Am I being too "conservative" here?

  1. Yesturday i had a pt come from GI lab to our recovery room S/P Esophageal stent placement. He was to go home after recovery. We are stage 1, then I send him to a discharge area for D/C stage and teaching etc.. Well, this guy, 84 yrs old, came to me w/ a BP of 220/110. NO history of ANY high BP, in fact he always ran LOW. Anesthesiologist and I worked on him for 30 min with BP meds until he normalized. Meantime he starts having severe nausea and vomiting of bloody tinged fluid. Gave some IV doses of antiemetics. Was nauseated and intermittently continues to vomit for anothe hour. I called the GI doc, he came by an I told him the situation. He brushed it off saying "He SHOULDN'T be vomiting, he shouldn't be nauseous). NO DUH. I said "This guy should be admitted". He refused. Said he shouldn't be N or V.
    Bottom line is that I felt something was not right. This guy needed to stay overnight nin my opinion. After fighting this moron doc for 2 hours, he finally talked to pts daughter (who wanted him to stay too) and doc said if you want him to stay its o.k with me. I was elated. But was I just being overly worried?
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    About sharann

    Joined: Feb '01; Posts: 1,840; Likes: 218


  3. by   deespoohbear
    No, you were not being overly cautious. I don't know anything about esophageal stents, but his blood pressure and N&V would be a sign that something is not right. Was he having a CVA? You were correct in standing up for this patient. I hope his family appreciated. Did you ever find out what happened after he was admitted?
  4. by   BadBird
    Always trust your instincts !!! No, you were correct in your concern for your patient. Especially at his age he needs careful monitoring for bleeding. Sometimes it is hard to advocate for our patients but we must.
  5. by   Youda
    Realize that doctors are under pressure to discharge patients as soon as possible. Premature discharges are just another of the long list of problems in healthcare. It comes down to quality vs. cost again. There are some excellent articles about this very subject in most of the nursing journals.
  6. by   sjoe
    sharann--it might be useful to check out this patient's chart over the next few days and see what happened with him. That would give you (and us) a better idea of what was wrong after all.
  7. by   sharann
    I'll look into his chart if he is still there when I go back, or I'll ask around the units. I hope he's ok too. Thanks for the support.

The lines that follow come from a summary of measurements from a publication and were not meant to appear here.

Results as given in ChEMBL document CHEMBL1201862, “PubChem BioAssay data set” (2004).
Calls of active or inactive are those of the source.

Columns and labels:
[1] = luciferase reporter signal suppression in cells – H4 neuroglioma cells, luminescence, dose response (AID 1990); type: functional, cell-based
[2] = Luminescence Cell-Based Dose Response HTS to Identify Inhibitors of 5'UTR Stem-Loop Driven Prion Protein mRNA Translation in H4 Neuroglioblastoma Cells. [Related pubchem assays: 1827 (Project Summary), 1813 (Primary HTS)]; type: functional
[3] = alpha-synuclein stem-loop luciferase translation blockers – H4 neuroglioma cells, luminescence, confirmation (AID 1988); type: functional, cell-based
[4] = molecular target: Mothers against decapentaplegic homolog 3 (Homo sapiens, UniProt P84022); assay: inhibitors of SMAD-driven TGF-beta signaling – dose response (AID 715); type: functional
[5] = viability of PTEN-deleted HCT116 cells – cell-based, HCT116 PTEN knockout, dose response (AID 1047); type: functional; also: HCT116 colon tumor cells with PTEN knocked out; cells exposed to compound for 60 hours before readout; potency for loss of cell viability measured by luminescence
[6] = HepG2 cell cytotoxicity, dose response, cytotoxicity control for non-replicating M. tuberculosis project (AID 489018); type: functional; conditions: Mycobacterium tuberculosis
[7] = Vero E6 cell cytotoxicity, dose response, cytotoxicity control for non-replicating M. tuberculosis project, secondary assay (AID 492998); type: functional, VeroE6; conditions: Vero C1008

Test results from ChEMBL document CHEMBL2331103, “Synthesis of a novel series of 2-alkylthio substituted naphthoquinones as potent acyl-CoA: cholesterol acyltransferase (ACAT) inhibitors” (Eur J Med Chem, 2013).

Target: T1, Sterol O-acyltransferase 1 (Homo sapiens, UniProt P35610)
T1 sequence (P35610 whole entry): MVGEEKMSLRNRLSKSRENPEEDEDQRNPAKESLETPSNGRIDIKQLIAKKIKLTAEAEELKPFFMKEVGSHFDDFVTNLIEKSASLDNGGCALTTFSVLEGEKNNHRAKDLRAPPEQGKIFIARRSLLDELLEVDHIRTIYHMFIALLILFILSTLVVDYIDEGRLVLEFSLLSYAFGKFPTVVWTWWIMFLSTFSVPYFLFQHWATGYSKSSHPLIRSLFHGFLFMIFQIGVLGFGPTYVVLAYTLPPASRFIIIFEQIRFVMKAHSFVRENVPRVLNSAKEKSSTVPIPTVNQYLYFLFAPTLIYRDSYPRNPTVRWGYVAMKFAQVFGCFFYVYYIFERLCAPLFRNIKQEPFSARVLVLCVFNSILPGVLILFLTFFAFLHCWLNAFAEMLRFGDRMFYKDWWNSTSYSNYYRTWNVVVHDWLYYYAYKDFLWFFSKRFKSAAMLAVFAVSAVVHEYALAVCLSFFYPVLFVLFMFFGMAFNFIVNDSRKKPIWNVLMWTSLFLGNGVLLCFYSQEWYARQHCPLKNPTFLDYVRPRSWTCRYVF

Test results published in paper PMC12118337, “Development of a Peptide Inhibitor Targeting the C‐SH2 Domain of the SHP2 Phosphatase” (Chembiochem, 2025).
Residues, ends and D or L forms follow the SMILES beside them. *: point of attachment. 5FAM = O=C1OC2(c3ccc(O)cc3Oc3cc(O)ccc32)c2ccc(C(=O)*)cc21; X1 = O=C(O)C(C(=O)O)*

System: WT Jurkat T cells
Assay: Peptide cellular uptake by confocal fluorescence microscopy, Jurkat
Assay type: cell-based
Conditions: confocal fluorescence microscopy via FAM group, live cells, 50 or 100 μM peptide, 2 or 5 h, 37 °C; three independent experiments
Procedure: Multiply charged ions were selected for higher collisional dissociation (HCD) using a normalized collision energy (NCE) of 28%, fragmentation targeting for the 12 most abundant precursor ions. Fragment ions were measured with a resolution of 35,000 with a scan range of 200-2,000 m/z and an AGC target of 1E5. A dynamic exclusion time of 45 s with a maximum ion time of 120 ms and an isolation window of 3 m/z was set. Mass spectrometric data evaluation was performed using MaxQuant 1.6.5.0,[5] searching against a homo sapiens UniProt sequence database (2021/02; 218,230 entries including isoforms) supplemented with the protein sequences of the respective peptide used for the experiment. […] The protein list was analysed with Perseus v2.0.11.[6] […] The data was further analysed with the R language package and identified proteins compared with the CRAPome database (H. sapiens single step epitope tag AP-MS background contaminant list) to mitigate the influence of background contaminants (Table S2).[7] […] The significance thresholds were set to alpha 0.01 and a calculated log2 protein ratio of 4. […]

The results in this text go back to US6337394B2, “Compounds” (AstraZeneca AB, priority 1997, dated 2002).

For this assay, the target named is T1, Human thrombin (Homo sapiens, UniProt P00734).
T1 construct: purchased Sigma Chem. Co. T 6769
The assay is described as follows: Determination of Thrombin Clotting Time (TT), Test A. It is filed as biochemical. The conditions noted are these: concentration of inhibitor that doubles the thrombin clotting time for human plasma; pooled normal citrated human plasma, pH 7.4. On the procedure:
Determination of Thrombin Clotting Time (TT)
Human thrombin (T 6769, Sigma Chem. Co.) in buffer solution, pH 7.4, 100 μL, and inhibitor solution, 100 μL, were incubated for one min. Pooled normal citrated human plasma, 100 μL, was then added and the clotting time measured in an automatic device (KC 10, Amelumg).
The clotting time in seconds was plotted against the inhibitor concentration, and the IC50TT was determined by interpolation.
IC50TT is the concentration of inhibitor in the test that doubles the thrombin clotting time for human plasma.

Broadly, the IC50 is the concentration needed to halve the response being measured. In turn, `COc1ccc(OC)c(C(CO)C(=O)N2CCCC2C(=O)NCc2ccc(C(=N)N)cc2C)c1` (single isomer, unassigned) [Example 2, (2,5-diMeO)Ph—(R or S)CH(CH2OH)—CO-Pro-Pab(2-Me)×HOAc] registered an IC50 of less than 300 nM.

8. by   Jenny P
    Sharann, you have been on this BB for over a year and a half and I've found your posts show you to be a person who is concerned about her patients and advocates for them. You were right to be concerned about this patient. When you have been a nurse for a while, you travel the road "from Novice to Expert", and, in travelling along this road, you learn to trust your gut instincts. I don't care what that doctor said, your patient WAS hypertensive and N&V and SOMETHING wasn't right here. The hospitalization was needed and necessary; I'm very curious what happened to the patient also. My guess is that the patient and family thank you for caring for him. And if the pt. would have had untoward complications, both you AND that doctor would have your a**es in a sling and your names listed on a lawsuit.
  9. by   sharann
    Thank you so much for your comment. The daughter did give me a huge hug and profusely thanked me. She said "Doctors think they are gods, thank god for you nurses). I am curious too. I'll have to call and check w/ work in the AM.
  10. by   prmenrs
    Last edit by prmenrs on Oct 14, '02
  11. by   prmenrs
    You were absolutely correct.

    I think docs get caught up in their "to-do" list, and can't deal w/anything not as expected. That's why you hear of people, or nurses, telling them stuff and them blowing it off. Kinda like--"I don't have time for this!"

    Meanwhile, that's OUR job, to make them STOP, LISTEN, and DEAL w/the unexpected. That's why the pt went to recovery, and why you were checking his vitals, etc.

    YOU DID WHAT YOU WERE THERE TO DO. Don't let the doc make you second guess yourself. If that were MY Mom or Dad in there, I'd be very grateful to you.

    GOOD JOB!!, NURSE! Since he didn't say what he should have, I will, Sharann.